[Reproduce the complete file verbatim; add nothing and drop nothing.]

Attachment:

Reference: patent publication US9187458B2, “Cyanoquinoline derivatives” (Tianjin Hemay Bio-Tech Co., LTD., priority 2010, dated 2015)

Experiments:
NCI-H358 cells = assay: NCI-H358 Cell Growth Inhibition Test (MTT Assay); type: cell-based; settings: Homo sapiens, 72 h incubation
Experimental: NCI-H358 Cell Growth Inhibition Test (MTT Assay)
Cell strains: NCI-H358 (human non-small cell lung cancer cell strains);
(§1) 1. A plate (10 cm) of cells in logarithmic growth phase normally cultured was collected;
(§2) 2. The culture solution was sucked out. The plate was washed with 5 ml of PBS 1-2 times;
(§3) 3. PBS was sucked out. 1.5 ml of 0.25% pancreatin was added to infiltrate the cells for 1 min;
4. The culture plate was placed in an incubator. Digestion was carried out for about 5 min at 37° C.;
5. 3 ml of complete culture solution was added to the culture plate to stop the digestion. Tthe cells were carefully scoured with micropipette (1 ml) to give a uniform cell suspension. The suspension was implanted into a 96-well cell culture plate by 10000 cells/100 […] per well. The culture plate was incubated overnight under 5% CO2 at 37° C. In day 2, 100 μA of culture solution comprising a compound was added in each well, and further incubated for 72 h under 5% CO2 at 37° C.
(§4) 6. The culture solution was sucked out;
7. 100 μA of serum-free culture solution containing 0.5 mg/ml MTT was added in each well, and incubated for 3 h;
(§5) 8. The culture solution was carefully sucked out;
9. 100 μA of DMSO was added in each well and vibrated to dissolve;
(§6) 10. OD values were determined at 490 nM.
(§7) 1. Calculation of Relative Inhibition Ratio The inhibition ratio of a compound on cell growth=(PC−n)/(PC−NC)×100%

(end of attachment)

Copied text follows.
Reference: patent publication US9187458B2, “Cyanoquinoline derivatives” (Tianjin Hemay Bio-Tech Co., LTD., priority 2010, dated 2015)

Experiments:
NCI-H358 cells = assay: NCI-H358 Cell Growth Inhibition Test (MTT Assay); type: cell-based; settings: Homo sapiens, 72 h incubation
Experimental: NCI-H358 Cell Growth Inhibition Test (MTT Assay)
Cell strains: NCI-H358 (human non-small cell lung cancer cell strains);
(§1) 1. A plate (10 cm) of cells in logarithmic growth phase normally cultured was collected;
(§2) 2. The culture solution was sucked out. The plate was washed with 5 ml of PBS 1-2 times;
(§3) 3. PBS was sucked out. 1.5 ml of 0.25% pancreatin was added to infiltrate the cells for 1 min;
4. The culture plate was placed in an incubator. Digestion was carried out for about 5 min at 37° C.;
5. 3 ml of complete culture solution was added to the culture plate to stop the digestion. Tthe cells were carefully scoured with micropipette (1 ml) to give a uniform cell suspension. The suspension was implanted into a 96-well cell culture plate by 10000 cells/100 […] per well. The culture plate was incubated overnight under 5% CO2 at 37° C. In day 2, 100 μA of culture solution comprising a compound was added in each well, and further incubated for 72 h under 5% CO2 at 37° C.
(§4) 6. The culture solution was sucked out;
7. 100 μA of serum-free culture solution containing 0.5 mg/ml MTT was added in each well, and incubated for 3 h;
(§5) 8. The culture solution was carefully sucked out;
9. 100 μA of DMSO was added in each well and vibrated to dissolve;
(§6) 10. OD values were determined at 490 nM.
(§7) 1. Calculation of Relative Inhibition Ratio The inhibition ratio of a compound on cell growth=(PC−n)/(PC−NC)×100%